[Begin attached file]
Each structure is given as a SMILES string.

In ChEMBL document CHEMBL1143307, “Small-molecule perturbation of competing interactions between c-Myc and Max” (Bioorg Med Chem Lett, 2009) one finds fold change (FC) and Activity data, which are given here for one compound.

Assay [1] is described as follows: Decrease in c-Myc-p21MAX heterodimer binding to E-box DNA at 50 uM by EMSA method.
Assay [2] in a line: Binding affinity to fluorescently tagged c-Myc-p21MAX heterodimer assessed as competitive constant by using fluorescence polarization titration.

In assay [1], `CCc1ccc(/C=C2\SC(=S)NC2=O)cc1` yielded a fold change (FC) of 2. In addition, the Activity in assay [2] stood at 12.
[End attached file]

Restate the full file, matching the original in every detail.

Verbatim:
Each structure is given as a SMILES string.

In ChEMBL document CHEMBL1143307, “Small-molecule perturbation of competing interactions between c-Myc and Max” (Bioorg Med Chem Lett, 2009) one finds fold change (FC) and Activity data, which are given here for one compound.

Assay [1] is described as follows: Decrease in c-Myc-p21MAX heterodimer binding to E-box DNA at 50 uM by EMSA method.
Assay [2] in a line: Binding affinity to fluorescently tagged c-Myc-p21MAX heterodimer assessed as competitive constant by using fluorescence polarization titration.

In assay [1], `CCc1ccc(/C=C2\SC(=S)NC2=O)cc1` yielded a fold change (FC) of 2. In addition, the Activity in assay [2] stood at 12.